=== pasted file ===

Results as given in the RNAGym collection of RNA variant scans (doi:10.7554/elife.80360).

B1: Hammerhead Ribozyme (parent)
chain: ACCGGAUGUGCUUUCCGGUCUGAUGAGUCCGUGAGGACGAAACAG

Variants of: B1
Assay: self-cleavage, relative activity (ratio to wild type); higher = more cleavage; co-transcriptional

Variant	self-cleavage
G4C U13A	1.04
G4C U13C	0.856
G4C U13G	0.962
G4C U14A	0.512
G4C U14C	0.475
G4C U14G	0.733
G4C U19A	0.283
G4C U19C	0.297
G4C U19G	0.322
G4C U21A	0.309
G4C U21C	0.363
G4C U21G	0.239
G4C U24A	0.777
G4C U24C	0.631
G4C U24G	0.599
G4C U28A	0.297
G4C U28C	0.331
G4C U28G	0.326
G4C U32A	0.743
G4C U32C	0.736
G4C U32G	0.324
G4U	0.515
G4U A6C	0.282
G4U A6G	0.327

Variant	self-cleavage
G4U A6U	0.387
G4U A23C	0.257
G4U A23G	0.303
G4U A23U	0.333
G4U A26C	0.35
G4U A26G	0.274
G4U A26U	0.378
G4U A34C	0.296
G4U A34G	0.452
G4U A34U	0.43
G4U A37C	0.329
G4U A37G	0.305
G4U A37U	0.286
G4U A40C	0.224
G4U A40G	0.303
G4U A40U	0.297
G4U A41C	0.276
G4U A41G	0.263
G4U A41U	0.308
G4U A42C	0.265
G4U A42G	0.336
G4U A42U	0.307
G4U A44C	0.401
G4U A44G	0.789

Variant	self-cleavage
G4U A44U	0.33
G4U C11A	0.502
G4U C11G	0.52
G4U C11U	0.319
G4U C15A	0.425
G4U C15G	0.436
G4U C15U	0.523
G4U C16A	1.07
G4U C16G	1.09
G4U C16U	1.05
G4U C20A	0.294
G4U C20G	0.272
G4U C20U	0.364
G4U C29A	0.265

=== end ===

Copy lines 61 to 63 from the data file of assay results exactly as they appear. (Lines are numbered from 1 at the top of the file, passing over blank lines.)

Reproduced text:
G4U C15A	0.425
G4U C15G	0.436
G4U C15U	0.523